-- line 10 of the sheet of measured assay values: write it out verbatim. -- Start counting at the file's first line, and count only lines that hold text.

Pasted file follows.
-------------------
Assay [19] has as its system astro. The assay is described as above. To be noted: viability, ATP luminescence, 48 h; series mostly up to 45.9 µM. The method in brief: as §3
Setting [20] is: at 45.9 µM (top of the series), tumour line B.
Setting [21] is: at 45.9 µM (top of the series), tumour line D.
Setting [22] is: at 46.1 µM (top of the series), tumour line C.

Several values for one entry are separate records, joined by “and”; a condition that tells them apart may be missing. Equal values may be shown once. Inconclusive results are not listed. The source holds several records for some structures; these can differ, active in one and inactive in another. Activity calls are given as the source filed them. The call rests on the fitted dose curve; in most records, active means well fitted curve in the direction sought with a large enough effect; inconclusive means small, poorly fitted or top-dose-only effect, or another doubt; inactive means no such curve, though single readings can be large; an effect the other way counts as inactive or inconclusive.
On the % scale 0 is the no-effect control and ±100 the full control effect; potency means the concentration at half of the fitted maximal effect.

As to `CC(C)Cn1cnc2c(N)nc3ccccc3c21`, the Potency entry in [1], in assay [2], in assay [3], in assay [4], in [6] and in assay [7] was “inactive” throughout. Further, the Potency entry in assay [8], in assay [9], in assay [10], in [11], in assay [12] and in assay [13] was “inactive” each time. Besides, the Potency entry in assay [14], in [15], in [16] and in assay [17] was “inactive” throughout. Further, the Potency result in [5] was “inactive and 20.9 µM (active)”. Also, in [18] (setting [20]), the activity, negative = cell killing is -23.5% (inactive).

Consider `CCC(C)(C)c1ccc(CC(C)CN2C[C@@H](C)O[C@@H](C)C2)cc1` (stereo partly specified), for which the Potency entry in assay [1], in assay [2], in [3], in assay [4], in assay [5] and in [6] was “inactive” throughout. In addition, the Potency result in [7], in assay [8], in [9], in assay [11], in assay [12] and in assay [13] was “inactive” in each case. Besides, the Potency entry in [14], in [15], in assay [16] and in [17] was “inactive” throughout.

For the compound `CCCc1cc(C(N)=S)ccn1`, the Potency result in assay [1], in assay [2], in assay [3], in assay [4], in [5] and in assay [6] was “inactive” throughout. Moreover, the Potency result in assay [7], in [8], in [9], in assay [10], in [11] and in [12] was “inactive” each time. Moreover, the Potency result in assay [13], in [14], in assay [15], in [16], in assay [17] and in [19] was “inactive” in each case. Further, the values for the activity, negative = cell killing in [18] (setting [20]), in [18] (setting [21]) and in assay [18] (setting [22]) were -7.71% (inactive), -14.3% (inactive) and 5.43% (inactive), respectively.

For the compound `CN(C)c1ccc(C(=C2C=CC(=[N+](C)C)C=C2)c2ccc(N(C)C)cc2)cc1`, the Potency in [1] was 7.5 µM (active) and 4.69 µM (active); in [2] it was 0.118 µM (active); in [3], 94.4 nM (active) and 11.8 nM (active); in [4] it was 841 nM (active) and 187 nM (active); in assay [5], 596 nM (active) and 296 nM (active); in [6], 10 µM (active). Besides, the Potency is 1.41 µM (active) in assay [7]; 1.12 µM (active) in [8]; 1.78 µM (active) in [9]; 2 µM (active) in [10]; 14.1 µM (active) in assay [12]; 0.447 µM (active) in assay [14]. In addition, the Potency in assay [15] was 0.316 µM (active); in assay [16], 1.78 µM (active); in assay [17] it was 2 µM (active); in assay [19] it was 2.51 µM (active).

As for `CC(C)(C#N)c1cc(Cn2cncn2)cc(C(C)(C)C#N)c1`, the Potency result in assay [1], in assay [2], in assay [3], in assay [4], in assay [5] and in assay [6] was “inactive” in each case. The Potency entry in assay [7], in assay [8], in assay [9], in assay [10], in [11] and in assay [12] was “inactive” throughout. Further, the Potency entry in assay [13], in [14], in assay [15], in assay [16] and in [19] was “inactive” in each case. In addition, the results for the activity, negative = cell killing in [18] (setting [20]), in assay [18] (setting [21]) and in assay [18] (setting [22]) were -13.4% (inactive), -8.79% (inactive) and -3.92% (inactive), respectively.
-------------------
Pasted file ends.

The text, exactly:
For the compound `CN(C)c1ccc(C(=C2C=CC(=[N+](C)C)C=C2)c2ccc(N(C)C)cc2)cc1`, the Potency in [1] was 7.5 µM (active) and 4.69 µM (active); in [2] it was 0.118 µM (active); in [3], 94.4 nM (active) and 11.8 nM (active); in [4] it was 841 nM (active) and 187 nM (active); in assay [5], 596 nM (active) and 296 nM (active); in [6], 10 µM (active). Besides, the Potency is 1.41 µM (active) in assay [7]; 1.12 µM (active) in [8]; 1.78 µM (active) in [9]; 2 µM (active) in [10]; 14.1 µM (active) in assay [12]; 0.447 µM (active) in assay [14]. In addition, the Potency in assay [15] was 0.316 µM (active); in assay [16], 1.78 µM (active); in assay [17] it was 2 µM (active); in assay [19] it was 2.51 µM (active).